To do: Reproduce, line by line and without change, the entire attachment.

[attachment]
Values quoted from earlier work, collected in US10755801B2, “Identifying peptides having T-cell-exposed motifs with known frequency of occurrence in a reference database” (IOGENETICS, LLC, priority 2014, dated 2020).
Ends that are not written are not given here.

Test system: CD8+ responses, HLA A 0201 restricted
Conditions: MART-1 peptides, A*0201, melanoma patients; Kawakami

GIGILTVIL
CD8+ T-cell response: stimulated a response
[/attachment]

Values quoted from earlier work, collected in US10755801B2, “Identifying peptides having T-cell-exposed motifs with known frequency of occurrence in a reference database” (IOGENETICS, LLC, priority 2014, dated 2020).
Ends that are not written are not given here.

Test system: CD8+ responses, HLA A 0201 restricted
Conditions: MART-1 peptides, A*0201, melanoma patients; Kawakami

GIGILTVIL
CD8+ T-cell response: stimulated a response